One of the journeys we’re about to embark on today, grasshoppers, is to see what sort of changes Brian Schottenheimer has worked into the Georgia offense. I’m a big believer in an if it ain’t broke, don’t fix it approach, so I’m both intrigued and a little nervous.
The reality is it probably won’t be much different from life with Bobo. But it won’t be exactly what we’ve been used to seeing, either. Clear? Hardly.
“We’re not going to reinvent the wheel,” Schottenheimer said after he was hired. “We’re going to run the football. Obviously, that’s a big part of what we’re doing.”
Tight end Jeb Blazevich said “for what we do, I feel like it’s still very similar. I feel like it’s still very explosive at time and we’re able to wear them down with the running game as well as get those explosive passes over the top.”
Still, it won’t exactly be the same old Bulldogs offense, even though it will be built around star tailback Nick Chubb. Not that there’s anything wrong with that.
“Sometimes I think that’s a good challenge,” Schottenheimer said about adjustments the wide receivers had to make in route concepts. “They’ve been running coach Bobo and coach Richt’s scheme for a long time, so they kind of come into meetings (and) are like, `Whoa, this is different.’”
Georgia’s system and the one Schottenheimer has run have been sort of joined together.
“If you take the guts of what we did last year and the guts of what we’re doing this year, the overlap is very high,” Richt said. “I mean 80 percent. We’re pretty much doing the same kind of thing. We’re protecting very much the same. We’re running the ball very much the same.”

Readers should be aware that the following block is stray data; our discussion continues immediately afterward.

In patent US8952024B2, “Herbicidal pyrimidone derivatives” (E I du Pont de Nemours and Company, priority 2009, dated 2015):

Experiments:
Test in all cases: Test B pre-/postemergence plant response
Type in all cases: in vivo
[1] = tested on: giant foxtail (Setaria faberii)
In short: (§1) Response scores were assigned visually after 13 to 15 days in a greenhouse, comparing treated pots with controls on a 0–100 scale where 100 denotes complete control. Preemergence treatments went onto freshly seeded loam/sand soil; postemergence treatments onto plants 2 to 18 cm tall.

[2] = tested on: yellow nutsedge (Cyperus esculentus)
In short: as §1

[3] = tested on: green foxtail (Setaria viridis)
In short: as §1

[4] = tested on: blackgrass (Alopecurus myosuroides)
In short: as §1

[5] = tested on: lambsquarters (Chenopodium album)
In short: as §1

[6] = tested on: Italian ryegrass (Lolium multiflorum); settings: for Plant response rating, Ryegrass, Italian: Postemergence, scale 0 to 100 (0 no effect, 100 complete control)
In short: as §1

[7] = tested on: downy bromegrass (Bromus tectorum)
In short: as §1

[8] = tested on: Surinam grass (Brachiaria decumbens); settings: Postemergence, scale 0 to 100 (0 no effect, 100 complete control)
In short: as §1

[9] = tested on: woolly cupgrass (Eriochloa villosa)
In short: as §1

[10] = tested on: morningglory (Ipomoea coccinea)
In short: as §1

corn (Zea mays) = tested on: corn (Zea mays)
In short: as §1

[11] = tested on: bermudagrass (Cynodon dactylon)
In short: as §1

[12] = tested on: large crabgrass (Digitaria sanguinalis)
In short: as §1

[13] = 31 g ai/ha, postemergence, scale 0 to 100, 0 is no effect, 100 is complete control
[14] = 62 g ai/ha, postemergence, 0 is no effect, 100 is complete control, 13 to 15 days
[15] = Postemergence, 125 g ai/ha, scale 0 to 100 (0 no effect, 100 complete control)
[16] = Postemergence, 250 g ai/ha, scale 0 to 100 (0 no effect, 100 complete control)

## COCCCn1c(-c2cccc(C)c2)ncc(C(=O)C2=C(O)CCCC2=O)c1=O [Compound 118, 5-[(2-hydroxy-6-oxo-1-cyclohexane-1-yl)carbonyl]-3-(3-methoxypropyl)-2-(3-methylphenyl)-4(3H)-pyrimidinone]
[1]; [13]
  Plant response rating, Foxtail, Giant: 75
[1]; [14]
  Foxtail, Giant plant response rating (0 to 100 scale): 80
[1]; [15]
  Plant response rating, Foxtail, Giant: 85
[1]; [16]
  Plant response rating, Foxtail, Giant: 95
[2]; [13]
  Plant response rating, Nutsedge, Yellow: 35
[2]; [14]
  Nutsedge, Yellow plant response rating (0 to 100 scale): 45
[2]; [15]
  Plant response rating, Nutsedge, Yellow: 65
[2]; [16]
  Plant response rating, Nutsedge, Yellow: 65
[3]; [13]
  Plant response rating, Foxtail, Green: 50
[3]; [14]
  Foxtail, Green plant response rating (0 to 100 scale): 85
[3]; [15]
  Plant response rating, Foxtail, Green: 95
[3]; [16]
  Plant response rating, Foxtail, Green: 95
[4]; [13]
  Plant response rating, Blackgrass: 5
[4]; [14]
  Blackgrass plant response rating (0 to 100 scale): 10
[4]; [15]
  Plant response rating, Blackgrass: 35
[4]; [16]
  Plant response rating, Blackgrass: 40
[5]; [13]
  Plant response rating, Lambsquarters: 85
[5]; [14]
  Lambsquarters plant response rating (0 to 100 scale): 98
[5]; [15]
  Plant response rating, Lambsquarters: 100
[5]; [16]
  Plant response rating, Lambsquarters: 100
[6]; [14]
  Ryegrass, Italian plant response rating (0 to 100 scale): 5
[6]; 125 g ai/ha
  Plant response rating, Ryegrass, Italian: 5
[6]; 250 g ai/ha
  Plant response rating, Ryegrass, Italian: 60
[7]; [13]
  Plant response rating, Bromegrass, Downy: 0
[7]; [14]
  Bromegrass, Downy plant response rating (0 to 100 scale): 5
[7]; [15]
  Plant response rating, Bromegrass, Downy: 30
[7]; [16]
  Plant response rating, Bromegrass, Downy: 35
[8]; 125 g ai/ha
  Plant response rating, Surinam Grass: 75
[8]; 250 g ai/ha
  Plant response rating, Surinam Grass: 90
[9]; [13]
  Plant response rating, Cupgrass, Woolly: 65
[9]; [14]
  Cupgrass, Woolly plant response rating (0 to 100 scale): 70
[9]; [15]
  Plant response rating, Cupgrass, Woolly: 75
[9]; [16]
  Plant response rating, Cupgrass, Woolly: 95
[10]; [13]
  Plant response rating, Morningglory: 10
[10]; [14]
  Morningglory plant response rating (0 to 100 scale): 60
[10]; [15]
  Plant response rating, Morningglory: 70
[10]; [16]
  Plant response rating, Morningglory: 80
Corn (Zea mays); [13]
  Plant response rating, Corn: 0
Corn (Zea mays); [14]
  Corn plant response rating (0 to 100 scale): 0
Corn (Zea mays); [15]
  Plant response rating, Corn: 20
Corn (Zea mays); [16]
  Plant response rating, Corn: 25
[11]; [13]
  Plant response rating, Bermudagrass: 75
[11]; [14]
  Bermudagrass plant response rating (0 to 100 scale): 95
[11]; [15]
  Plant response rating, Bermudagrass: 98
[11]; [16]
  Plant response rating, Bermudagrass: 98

Some of the new wrinkles have evolved in the months since Schottenheimer was hired in January.
“It’s been interesting,” Richt said. “When you run a system like he’s been running a while, there’s a lot of good things. There’s a lot of things he’s liked. Some of those things he’s liked are new to us, and you’re like, `Hey, I like that, too, a lot.’ And there’s a lot of things that we’ve been doing that’s been pretty good around here. We’ve been kind of feeding that to him, and he’s like, `Hey, I like that.’ So there’s certain plays that are creeping in that maybe weren’t being practiced quite as much on the front end for certain situations and things of that nature that we had done in the past.”
Schottenheimer has picked up Georgia’s tempo. Some of the red zone offense came from the NFL and the terminology being used has changed.
“He’s got the right kind of ego to be open to new ideas and vice versa,” Richt said. “We want to learn, too.”
The most obvious change is likely to come in the use of the tight ends, based on what Schottenheimer’s done in the NFL and, to be honest, based on the relative strengths, at least early on, of Georgia’s receiver groups. We shall see what we shall see.